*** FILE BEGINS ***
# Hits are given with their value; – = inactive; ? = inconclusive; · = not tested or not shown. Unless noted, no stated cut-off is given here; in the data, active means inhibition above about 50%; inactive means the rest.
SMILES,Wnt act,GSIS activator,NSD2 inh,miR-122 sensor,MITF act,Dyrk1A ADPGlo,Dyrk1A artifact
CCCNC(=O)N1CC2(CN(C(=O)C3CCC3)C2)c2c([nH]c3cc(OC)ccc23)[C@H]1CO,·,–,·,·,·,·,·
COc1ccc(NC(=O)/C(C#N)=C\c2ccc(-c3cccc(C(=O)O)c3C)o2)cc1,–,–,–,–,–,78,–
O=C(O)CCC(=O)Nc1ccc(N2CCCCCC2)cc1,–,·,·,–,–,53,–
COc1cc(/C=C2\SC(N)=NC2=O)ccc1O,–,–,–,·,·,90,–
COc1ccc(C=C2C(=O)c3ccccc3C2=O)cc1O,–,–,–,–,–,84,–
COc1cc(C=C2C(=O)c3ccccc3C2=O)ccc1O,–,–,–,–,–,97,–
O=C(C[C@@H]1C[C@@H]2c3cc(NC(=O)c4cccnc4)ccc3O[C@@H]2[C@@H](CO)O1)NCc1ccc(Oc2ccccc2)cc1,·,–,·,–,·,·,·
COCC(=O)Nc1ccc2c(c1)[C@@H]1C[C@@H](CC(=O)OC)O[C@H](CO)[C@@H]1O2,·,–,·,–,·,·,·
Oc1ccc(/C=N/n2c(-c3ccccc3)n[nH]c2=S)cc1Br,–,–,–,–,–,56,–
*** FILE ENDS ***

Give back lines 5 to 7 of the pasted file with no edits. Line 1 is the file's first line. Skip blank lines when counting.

O=C(O)CCC(=O)Nc1ccc(N2CCCCCC2)cc1,–,·,·,–,–,53,–
COc1cc(/C=C2\SC(N)=NC2=O)ccc1O,–,–,–,·,·,90,–
COc1ccc(C=C2C(=O)c3ccccc3C2=O)cc1O,–,–,–,–,–,84,–